London Evening Standard: US wants full Shell report held back
19 April 2004,
THE prospect of criminal charges resulting from the exhaustive investigation at Shell grew today, as it emerged that US authorities have asked the group not to release the full internal report.
Shell presented amazing email conversations between disgraced former chairman Sir Philip Watts and his exploration chief Walter van de Vijver with the probe's main findings today.
But it said US government authorities had requested it 'not release the full text of the report' in order to give them time to go through evidence found by the inquiry.
The US Justice Department opened its own probe shortly after the US Securities and Exchange Commission kick-started its own formal proceedings into the reserves debacle.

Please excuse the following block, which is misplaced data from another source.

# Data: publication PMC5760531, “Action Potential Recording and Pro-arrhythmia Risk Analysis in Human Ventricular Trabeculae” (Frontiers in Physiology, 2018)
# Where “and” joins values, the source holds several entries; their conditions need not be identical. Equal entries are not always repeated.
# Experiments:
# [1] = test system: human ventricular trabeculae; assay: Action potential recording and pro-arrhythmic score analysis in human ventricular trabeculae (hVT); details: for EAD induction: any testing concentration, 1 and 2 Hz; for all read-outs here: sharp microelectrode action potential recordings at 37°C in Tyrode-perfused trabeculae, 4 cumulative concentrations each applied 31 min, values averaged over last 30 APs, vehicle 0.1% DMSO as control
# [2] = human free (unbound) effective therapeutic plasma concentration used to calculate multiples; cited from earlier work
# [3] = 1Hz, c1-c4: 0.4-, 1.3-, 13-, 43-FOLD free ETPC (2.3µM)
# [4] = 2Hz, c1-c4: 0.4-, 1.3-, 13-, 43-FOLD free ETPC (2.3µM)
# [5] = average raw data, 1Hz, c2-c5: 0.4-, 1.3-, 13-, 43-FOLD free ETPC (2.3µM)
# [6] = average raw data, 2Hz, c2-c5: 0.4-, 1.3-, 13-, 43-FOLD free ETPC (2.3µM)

All three of the executive scalps claimed by the crisis - Watts, van de Vijver and Boynton - have appointed legal advisers, and van de Vijver last week vehemently protested his innocence.
Today's email traffic - sensationally provided by US lawyers Davis Polk & Wardwell - indicate that Shell executives knew of the potential problems the overbooking of reserves could create.
US regulators have tightened the screw on companies ever since the Enron and WorldCom scandals, and introduced the Sarbanes Oxley Act to improve corporate accountability.
In an email to Watts in October 2002 on the potential errors in reserves bookings, van de Vijver said: 'If I was interpreting the disclosure requirements literally ( Sorbanes (sic) Oxley Act etc) we would have a real problem.'